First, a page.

City trees are feeling the heat—and loving it. As the global climate changes, trees worldwide are growing briskly, but those basking in the warmth of urban heat islands are growing even faster.

Their root space may be more cramped, their leaves may be assaulted by more pollution, but the limes along Unter den Linden in Berlin, and the London planes of Paris, France are flourishing, to make life a little better for the citizens who walk in their shade.

“We can show that urban trees of the same age are larger on average than rural trees because urban trees grow faster,” said Hans Pretzsch, a forester at the Technical University of Munich, who led the study that uncovered the trees’ behaviour.

“While the difference amounts to about a quarter at the age of 50, it is still just under 20% at a hundred years of age.”

Researchers from Germany, France, Japan, Vietnam, Australia, South Africa, Chile and the US write in the journal Scientific Reports that they sampled the heartwood of 1,383 mostly mature trees in 10 cities in a range of climate zones, from boreal, temperate, Mediterranean and subtropical.

The cities were Berlin, Brisbane, Cape Town, Hanoi, Houston in Texas, Munich, Paris, Prince George in Canada, Santiago de Chile and Sapporo in northern Japan. The species were Sakhalin fir, white spruce, small-leaved lime, horse chestnut, London plane, black locust, English oak, African mahogany, hoop pine and water oak.

Altogether the scientists worked with 73,685 observations of stem diameter growth over several decades. And they found that urban trees were responding to the notorious heat island effect while at the same time enjoying a longer growing season as a consequence of climate change driven by higher atmospheric levels of carbon dioxide, which follow from profligate human combustion of fossil fuels.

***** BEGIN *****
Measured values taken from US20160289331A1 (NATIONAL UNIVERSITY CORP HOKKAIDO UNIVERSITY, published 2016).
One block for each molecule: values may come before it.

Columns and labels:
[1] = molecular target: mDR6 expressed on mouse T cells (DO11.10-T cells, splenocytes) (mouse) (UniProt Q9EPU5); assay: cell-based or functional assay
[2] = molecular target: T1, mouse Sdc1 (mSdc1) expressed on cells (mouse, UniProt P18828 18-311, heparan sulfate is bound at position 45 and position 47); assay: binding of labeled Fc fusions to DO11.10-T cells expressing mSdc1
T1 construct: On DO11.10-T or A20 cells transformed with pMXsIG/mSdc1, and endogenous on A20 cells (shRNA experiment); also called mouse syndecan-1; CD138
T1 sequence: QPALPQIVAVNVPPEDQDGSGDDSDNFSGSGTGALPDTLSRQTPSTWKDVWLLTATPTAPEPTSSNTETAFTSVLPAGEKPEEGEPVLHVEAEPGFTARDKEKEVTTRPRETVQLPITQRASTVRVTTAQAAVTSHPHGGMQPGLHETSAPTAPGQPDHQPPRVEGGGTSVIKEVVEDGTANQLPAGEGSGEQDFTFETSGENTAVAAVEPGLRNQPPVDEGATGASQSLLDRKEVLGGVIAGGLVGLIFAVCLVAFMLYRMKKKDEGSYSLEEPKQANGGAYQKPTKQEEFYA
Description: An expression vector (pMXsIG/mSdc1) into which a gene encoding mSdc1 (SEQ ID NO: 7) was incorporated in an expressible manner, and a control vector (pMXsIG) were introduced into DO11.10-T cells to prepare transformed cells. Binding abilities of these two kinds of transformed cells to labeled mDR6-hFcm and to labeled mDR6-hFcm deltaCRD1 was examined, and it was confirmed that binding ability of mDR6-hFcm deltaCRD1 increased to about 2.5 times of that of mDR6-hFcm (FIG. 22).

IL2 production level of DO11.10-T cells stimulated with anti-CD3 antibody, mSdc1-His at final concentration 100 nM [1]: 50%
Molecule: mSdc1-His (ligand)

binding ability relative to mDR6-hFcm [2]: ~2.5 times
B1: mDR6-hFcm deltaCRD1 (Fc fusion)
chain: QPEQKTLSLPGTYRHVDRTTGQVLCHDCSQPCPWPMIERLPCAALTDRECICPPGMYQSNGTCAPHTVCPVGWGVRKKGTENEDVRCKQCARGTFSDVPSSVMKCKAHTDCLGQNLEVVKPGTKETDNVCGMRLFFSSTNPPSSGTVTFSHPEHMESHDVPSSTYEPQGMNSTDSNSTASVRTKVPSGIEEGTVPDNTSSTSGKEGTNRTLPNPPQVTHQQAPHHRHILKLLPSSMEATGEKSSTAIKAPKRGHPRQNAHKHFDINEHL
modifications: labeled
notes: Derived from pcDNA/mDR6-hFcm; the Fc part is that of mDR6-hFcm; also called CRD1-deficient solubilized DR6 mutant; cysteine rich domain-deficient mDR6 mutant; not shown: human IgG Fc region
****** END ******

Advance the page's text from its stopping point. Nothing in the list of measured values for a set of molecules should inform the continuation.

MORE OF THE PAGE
Research of this kind matters: more than half of humanity now lives in cities and by 2050 the urban population will have grown to two thirds of all the people on Earth.

Trees and green spaces offer city dwellers some relief from heat extremes, they help cut heating and air-conditioning costs, and improve health so effectively that one research team calculated a square kilometre of urban trees was worth $1.2 million to its citizens. A second study found that avenues of city trees added $1bn to property values in California.

Inner cities can be between 3°C and 10°C (37.4 F and 50 F) warmer than the surrounding countryside. Although warmer conditions mean more vigorous photosynthesis and longer growing seasons, this more energetic growth could shorten the life cycle, the scientists warn. As the world warms, trees in the hinterland are affected too.

But urban growth might not be entirely bad for the soils on which new roads, housing estates, factories and tower blocks will be built in the next few decades. A consortium of Russian, Dutch and Italian scientists report in the Journal of Cleaner Production that they found that as cities grew, so did urban green areas.

Although soil carbon was lost when streets were paved, the remaining urban soils were systematically enriched by peat, compost and new plants. By 2048, Moscow is expected to extend by at least 30%, with the loss of up to 2,000 sq km of forests, farmland and marsh.

“The results of our study show the potential of urbanisation for the increase of soil organic carbon stocks. This process, in turn, would probably mitigate the effects of climate change,” said Vyacheslav Vasenev of the agro-biotechnology department of the RUDN, the People’s Friendship University of Moscow.

“The optimistic conclusion of our study should be further explored by land-use planners and scholars worldwide, since urbanisation will be progressively more important in the future.” 

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